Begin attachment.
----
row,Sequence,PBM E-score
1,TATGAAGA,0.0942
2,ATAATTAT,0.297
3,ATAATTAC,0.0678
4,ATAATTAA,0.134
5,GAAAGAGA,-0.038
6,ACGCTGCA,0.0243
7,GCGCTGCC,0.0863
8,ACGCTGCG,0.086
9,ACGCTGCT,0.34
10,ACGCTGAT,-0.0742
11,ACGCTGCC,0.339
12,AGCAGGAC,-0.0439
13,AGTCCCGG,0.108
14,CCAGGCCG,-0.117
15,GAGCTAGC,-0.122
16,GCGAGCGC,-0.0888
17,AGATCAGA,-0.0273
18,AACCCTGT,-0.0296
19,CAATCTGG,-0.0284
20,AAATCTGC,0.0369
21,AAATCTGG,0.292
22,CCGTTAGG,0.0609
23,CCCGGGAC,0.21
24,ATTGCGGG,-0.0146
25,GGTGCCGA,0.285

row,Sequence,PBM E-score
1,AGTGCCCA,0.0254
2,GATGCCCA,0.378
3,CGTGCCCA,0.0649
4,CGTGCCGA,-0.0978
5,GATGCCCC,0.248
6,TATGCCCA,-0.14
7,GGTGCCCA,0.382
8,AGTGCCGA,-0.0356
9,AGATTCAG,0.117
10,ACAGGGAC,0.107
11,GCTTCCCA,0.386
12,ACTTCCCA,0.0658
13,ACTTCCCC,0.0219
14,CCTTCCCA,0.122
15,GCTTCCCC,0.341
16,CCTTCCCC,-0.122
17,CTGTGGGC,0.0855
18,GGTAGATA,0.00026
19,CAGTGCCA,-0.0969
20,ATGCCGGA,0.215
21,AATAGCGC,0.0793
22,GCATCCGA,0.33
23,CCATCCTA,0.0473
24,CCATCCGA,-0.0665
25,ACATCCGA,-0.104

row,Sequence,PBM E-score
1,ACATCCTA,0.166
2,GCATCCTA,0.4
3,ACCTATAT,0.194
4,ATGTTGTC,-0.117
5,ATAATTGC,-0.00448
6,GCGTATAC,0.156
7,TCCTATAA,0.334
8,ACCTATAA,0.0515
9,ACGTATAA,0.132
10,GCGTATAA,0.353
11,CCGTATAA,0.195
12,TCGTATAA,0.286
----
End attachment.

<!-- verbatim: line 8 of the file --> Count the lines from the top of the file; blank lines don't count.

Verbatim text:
7,GCGCTGCC,0.0863